"This will show you that there is policy inconsistencies in the country, the same set of people that sat down and agreed that the policy should be suspended are now reintroducing it just because the head of the organisation was changed.

"We cannot make progress if there is no continuity in our programmes and policies. For instance, not long ago, they launched the cashless policy nationwide, now they are introducing other charges on ATM, this is to show you these people don't have foresight when introducing such policies."

Aisar Salihu Musa, a customer with one of the commercial banks said: "It is not a welcome development to the masses. I think it is only in Nigeria this kind of zigzag policy is happening. How on earth will a government introduce a policy to protect and reduce the sufferings of its people and then later, after a change of one person in the CBN, the same set of people that agreed on that policy will now reverse the policy?

"What benefit will they get in making the people to suffer, why are our leaders not analysing situations before they introduce harsh economic policies that always make people lose confidence in them and how can the reintroduction of that policy strengthen our economy?"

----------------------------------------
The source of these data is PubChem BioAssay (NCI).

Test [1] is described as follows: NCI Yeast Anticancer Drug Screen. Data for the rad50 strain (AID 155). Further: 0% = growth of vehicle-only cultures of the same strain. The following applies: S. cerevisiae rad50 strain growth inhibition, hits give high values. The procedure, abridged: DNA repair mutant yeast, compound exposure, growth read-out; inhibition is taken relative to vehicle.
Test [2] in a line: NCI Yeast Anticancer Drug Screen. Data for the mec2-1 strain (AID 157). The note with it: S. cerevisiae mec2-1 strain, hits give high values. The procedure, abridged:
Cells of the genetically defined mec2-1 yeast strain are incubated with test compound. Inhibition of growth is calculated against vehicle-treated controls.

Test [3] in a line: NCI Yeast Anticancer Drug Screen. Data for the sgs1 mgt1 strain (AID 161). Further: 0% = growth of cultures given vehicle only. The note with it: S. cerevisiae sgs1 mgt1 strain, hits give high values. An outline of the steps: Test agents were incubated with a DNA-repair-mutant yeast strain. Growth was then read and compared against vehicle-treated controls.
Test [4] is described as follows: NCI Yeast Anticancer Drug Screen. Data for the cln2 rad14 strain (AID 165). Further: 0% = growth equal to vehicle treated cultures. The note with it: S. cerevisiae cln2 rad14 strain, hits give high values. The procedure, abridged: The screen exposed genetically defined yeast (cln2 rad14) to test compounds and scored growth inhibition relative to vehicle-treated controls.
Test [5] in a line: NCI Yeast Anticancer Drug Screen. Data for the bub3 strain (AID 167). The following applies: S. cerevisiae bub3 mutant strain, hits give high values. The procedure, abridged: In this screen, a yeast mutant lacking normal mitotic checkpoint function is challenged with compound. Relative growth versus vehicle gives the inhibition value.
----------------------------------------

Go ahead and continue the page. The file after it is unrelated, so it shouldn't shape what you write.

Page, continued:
For Abeedu Yunusa, a public affairs analyst, the policy is draconian and unpopular.

"The restoration of the ATM charges by the CBN though reduced to N65 is quite draconian. It is the second unpopular policy introduced by Godwin Emefiele-led CBN after the so-called reforms in the Bureau de Change which was described by a number of public commentators as discriminatory. Both policies were greeted with nationwide disapproval and condemnation but the apex bank doesn't seem to care."

In a frantic effort to defend the policy somersault, the Director, Banking and Payments System Department of CBN, Mr. Dipo Fatokun, said: "You have to agree with me that when the amendment was made in November 2012, it used to be a N100 for any remote-on-us withdrawal that you did. But the truth is that as we said in the circular on the Introduction of Fees on Remote-On-Us ATM Withdrawal Transactions recently, that N100 included the N35 that goes to the issuing bank, which has now been completely waived.

"The issuing bank does not make any thing, but in going to other ATMs to make withdrawal, your bank, that is, the acquirer bank, incurs cost of N65 which they pay to the switches and the owner of the ATM that you are using. It was removed then so that people would be encouraged to go to other ATMs without paying for it."